This past week I was called in to work with a client whose primary concern was how very, very nervous she was at the idea of appearing on television. Her question for me? “How do I make that go away?” My answer? “You don’t. Being nervous is a good thing.”
Because, as Annette Bening said (far more elegantly) in the movie Being Julia, “Nerves are the respect you pay your audience.”
What does this mean? It means that being nervous is a sign that you care—that you want to do well. (In fact, the clients who make me the most nervous are the ones who aren’t nervous.) And what is wrong with wanting to do well? Nothing.
The trick, then, is to begin to manage your nervousness. How can you do that? By thinking of being nervous simply as being alive.
Here’s an example of what I mean. When I quit my job in publishing to do freelance work, one of my psych authors took me out to lunch and gave me the best advice I’ve ever received about running your own shop. She said, “You’re always going to be anxious, because you’ll never have the ‘right’ amount of work. You’ll usually have way too much or way too little. The trick is not to label feeling anxious as “bad.” The trick is to say to yourself, ‘Oh, I’m anxious. I must be alive.’ Because the perception that anxiety is ‘bad’ is only going to make you more anxious.”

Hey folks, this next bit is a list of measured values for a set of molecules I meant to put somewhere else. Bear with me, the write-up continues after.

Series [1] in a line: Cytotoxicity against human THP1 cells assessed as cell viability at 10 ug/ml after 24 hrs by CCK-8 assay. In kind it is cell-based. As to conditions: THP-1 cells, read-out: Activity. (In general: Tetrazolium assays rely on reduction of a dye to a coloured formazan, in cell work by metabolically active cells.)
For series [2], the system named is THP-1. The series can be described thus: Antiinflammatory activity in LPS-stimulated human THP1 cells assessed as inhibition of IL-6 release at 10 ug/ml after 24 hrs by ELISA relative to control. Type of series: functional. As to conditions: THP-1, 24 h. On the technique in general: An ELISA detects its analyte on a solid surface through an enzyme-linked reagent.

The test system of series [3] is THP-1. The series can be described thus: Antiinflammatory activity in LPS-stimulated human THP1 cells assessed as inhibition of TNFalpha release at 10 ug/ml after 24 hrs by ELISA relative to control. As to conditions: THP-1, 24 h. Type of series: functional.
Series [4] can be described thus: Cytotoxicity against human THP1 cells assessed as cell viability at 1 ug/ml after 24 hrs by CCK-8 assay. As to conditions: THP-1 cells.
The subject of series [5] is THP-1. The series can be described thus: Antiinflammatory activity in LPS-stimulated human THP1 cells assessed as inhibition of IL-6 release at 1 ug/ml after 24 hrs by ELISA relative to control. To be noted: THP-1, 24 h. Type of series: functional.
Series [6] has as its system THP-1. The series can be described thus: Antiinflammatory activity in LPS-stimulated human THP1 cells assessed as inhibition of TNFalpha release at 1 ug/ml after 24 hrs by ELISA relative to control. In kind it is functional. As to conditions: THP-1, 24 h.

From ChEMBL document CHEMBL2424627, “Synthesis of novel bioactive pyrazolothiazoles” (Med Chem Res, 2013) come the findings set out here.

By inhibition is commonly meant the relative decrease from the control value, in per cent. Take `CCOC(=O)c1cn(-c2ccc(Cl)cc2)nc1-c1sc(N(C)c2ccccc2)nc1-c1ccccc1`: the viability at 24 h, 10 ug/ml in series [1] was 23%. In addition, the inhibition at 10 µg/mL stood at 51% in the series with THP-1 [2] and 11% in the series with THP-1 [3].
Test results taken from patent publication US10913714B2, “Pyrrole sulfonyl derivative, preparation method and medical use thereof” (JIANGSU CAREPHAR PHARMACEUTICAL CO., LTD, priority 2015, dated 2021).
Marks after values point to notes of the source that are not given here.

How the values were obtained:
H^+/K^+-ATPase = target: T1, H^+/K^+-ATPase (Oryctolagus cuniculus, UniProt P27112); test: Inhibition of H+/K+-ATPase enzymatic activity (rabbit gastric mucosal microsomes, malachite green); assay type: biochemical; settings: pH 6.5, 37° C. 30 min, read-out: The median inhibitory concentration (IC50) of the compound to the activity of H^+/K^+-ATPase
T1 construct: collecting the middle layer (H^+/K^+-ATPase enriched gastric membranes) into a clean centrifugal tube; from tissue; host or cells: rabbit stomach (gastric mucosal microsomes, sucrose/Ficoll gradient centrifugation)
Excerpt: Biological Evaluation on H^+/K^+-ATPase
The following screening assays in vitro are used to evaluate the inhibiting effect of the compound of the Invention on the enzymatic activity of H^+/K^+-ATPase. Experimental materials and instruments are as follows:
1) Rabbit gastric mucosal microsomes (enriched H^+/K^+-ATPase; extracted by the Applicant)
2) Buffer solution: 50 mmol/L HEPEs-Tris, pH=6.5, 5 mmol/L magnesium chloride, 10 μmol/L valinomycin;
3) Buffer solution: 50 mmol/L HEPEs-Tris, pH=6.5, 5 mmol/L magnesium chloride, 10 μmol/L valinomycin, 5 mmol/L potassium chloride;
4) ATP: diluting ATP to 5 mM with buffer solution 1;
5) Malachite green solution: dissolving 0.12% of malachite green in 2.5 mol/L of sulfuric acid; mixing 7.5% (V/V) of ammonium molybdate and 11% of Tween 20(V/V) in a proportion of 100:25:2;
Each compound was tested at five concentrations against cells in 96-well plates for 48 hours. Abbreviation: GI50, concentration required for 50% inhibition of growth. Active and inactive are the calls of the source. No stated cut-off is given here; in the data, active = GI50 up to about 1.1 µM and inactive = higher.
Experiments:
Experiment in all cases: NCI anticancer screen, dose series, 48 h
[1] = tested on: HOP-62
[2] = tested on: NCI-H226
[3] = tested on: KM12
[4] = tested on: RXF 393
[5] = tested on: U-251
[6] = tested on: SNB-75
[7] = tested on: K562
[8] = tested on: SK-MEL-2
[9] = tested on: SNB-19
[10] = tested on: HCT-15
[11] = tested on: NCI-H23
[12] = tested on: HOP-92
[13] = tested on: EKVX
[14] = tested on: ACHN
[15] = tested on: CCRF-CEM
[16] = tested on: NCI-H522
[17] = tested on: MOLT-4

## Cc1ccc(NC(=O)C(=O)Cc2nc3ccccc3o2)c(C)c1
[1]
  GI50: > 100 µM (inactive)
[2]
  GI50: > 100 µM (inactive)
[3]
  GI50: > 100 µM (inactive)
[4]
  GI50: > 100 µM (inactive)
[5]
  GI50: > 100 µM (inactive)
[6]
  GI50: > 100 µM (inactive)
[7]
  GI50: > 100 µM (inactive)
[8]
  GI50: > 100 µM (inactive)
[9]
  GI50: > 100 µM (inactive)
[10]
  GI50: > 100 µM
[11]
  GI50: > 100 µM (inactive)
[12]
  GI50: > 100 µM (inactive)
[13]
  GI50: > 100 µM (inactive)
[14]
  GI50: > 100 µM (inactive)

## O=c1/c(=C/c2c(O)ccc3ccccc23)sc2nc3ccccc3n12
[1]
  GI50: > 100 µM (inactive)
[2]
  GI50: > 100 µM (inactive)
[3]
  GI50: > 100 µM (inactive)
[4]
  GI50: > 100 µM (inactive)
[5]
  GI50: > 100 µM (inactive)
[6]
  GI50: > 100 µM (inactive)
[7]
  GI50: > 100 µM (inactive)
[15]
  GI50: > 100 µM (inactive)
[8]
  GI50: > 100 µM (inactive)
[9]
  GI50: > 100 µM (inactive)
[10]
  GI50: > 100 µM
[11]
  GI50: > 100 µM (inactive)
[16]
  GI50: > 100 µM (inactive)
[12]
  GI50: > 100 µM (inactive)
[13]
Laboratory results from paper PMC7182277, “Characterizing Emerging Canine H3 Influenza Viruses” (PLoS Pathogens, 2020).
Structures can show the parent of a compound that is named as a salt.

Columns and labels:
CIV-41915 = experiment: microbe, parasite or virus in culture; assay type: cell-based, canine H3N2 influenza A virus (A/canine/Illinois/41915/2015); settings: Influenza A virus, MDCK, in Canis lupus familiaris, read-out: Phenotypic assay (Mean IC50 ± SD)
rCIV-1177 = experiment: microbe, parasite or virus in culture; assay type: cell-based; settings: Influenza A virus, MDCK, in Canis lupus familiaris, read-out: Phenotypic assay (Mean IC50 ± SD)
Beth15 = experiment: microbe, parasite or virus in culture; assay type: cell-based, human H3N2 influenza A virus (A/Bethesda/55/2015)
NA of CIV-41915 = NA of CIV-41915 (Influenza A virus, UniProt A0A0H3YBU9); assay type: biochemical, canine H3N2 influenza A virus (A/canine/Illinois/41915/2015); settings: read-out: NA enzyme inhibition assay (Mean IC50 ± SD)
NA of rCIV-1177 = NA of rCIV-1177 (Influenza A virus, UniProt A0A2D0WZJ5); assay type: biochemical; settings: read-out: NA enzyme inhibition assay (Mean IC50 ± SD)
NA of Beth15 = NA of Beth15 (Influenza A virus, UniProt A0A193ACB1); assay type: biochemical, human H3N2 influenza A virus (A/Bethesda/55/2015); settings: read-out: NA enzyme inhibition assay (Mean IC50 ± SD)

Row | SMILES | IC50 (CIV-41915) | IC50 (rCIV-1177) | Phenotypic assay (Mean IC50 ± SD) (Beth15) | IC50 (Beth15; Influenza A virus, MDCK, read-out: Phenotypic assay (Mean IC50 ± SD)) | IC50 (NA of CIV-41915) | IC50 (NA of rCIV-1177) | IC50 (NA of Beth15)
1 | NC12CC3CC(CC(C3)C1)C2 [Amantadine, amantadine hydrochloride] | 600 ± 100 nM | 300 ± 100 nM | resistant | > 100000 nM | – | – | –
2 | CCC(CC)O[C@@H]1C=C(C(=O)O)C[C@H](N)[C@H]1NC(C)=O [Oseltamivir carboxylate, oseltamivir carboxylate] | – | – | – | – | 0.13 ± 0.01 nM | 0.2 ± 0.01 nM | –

The same is true for nervousness. Once you’ve labeled it as bad, you naturally begin to want to rid yourself of it. This generally backfires in one of two ways: you either do such a good job that you come across to your audience as lifeless, or you are working so hard to manage your nervousness that you aren’t present for your speech and so, are unable to be your best self. Stuffing down nervousness is a lose-lose.
What can you do instead? I recommend you say to yourself, “Wow, I’m nervous. Excellent! That means I’m alive and have energy to spare. What should I do with this spare energy? Give it away—knock the socks off my audience.”
As you learn to do this—to welcome nervousness, breathe into it, and recycle it as additional commitment and animation—you may actually begin to look forward to it, to be nervous if you aren’t nervous. Which, of course, is good, because you’ve started the cycle once again.
Frances Cole Jones